Will the massive marches across the country and around the world this weekend convince anyone of anything? Or will they just scare the bejeezus out of people who don’t quite understand what’s going on?
Saturday I marched through the concrete canyons of New York with 300,000 of my closest friends. We made a lot of noise as we inched (literally) along the streets of Midtown. Actually “inched” may give you the wrong impression about our progress. It took me two hours to travel the 1/6th of a mile from 1st Avenue and 47th Street to 2nd Avenue and 47th Street. According to my calculations, that’s a speed of about 0.08 mph. Normal walking speed is 3-4 mph. No wonder my knees still hurt.
My favorite chant—great cadence and a perfect rhyme:
“Build a fence
Around Mike Pence”
People carried signs—too many signs, too many messages for me to remember any one clearly. But the spousal unit showed me a photo of one, maybe from the Washington, DC march, that said something like:
“It’s so bad, even INTROVERTS are out here.”
To me, one of the most striking features of the march was its demographic diversity. I saw members of at least five generations: The World War II generation—a gentleman near me identified himself as being 90 years old— Baby Boomers, who seem to have prime responsibility for this calamity of an administration; Gen X; Millennials; and the youngest ones, Gen Z. At the train station I spotted three generations of women in the same family, all of them wearing pink knitted “pussy” hats—even the baby in the stroller.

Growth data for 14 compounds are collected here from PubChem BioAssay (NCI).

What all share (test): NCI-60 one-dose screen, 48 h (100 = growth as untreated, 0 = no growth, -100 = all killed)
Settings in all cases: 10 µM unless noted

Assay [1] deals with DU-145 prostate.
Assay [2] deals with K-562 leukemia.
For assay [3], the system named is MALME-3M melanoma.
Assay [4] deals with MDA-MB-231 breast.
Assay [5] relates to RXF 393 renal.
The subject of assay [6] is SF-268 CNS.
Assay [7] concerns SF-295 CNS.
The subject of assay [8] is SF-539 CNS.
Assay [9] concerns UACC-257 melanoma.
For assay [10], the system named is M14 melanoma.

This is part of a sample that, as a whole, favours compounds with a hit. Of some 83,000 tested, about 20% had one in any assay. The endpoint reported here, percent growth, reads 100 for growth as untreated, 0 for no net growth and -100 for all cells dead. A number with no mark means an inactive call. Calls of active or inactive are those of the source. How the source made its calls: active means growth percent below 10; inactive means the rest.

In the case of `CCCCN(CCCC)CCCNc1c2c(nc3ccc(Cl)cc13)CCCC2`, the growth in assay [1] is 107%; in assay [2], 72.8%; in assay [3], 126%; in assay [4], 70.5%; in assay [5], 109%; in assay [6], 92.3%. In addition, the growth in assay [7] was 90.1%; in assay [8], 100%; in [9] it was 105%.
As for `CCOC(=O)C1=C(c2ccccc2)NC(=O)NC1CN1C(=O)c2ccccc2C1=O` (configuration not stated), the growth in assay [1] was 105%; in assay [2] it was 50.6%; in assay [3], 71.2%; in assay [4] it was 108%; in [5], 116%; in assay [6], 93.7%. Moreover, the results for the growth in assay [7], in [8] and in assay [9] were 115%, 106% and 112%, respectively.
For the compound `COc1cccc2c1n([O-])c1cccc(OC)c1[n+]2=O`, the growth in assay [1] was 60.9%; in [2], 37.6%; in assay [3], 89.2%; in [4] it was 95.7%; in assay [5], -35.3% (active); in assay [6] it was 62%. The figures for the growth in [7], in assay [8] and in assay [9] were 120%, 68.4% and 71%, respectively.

Surely if opposition to what’s going on unites us across generations, we can actually do something about it.
Can marches convince anyone?
I vividly remember seeing my first march. During the Vietnam War students from the college down the street held a candlelight vigil and processed silently down the sidewalk across from our house.
My father turned off all the lights and lowered the blinds, ordering me to keep away from the windows (naturally, I disobeyed). He saw grave danger in the very orderly procession of a couple hundred college students. Young as I was, I knew he had them all wrong.
The scale and decibel level of Saturday’s march would have frightened my father even more. Then again, he might well have decided to join it. After all, he was a Republican back when Republicans resisted Communist influence. Doesn’t that seem quaint nowadays?
Marches are great for making a statement—and I believe the millions of us who turned out made a very strong and clear statement Saturday. But, really, can marches convince anyone to change their mind?
From “social media” to social interactions
Chanting slogans—even clever ones—is no substitute for conversation. And conversation—the one-on-one exchange of information—is where we’re going to get the most lasting traction.
It’s great that we’ve gotten away from the computer and into the streets. And massive action feels so good—it’s important to know you’re not alone. But studies have long shown that people become more supportive of LGBT rights, for instance, if they know an actual LGBT person. So I think we still need to fight these battles at the holiday dinner table. In tens of millions of conversations. Exhausting? Of course. But essential. And a lot easier on the knees than marching.
And so we return to the question many people—including me—have been asking since the election:
How can we talk to each other, instead of at each other?
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